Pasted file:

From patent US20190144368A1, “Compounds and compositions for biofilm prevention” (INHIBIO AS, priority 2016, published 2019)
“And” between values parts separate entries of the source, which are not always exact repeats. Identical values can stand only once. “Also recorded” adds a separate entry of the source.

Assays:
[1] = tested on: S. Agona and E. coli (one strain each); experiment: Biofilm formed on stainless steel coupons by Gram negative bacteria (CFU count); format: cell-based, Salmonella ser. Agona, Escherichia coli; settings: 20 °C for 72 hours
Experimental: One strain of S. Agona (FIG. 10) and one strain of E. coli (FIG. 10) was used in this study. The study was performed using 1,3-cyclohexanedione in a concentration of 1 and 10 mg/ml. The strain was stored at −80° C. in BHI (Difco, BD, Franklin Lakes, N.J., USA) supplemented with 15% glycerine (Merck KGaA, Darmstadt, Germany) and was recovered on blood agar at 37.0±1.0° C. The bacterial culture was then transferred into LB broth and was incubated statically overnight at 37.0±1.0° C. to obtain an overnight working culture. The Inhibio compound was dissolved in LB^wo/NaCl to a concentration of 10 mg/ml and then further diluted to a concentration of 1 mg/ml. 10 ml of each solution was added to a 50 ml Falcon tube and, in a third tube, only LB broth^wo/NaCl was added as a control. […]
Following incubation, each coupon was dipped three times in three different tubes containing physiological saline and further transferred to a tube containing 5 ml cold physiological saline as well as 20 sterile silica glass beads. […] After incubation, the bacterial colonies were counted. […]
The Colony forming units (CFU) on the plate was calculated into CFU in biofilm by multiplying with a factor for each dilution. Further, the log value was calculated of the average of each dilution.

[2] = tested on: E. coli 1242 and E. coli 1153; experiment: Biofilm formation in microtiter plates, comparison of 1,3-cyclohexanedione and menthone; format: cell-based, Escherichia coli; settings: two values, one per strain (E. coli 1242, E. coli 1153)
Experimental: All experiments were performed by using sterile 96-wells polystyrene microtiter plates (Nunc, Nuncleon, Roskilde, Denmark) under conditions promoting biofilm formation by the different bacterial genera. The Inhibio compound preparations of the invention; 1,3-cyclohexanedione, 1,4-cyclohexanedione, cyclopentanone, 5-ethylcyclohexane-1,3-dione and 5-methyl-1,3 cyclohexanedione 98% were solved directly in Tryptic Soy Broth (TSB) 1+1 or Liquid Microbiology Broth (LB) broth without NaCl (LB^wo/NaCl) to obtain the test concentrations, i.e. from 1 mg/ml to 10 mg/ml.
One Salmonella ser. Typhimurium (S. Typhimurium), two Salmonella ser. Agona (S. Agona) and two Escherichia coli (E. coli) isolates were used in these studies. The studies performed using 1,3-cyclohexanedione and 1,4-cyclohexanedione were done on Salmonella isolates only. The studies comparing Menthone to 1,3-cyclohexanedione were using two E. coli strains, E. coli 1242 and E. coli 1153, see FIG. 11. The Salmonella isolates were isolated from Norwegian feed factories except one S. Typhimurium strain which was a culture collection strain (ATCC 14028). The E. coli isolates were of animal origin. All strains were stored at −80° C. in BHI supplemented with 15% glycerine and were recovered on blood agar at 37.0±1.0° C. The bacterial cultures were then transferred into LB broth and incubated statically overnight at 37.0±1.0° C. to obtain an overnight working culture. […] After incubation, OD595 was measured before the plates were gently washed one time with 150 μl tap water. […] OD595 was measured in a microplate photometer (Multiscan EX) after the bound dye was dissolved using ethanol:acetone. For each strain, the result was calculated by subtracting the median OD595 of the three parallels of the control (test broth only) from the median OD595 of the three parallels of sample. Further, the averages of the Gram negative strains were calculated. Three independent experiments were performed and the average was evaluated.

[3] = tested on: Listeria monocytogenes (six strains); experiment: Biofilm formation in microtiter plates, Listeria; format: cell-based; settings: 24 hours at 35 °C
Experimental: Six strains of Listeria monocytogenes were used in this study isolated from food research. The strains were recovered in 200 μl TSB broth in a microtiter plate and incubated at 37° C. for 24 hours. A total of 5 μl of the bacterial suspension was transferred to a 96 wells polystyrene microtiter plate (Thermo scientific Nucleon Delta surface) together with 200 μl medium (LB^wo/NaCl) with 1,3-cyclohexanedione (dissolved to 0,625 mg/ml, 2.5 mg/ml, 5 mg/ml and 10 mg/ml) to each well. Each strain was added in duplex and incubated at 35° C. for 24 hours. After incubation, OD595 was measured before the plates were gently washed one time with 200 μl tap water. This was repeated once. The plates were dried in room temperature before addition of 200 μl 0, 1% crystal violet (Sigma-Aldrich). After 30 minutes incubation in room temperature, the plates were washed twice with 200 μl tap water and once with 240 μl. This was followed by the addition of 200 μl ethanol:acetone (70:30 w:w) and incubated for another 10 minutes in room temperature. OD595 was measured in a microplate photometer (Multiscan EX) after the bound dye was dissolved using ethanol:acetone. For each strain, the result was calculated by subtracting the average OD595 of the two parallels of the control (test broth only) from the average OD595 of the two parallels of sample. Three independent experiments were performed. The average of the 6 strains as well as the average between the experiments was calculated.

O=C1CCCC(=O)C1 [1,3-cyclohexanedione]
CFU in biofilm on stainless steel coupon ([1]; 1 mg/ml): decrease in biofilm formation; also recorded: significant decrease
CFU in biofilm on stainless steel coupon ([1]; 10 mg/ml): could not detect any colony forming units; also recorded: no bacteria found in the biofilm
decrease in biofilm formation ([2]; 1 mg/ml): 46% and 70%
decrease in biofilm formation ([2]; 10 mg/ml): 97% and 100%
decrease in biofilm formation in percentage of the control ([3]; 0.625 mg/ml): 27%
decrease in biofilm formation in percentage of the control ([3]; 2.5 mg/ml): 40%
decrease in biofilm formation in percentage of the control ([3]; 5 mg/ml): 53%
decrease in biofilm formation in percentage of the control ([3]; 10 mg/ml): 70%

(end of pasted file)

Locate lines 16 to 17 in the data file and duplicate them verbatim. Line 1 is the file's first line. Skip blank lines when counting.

decrease in biofilm formation ([2]; 1 mg/ml): 46% and 70%
decrease in biofilm formation ([2]; 10 mg/ml): 97% and 100%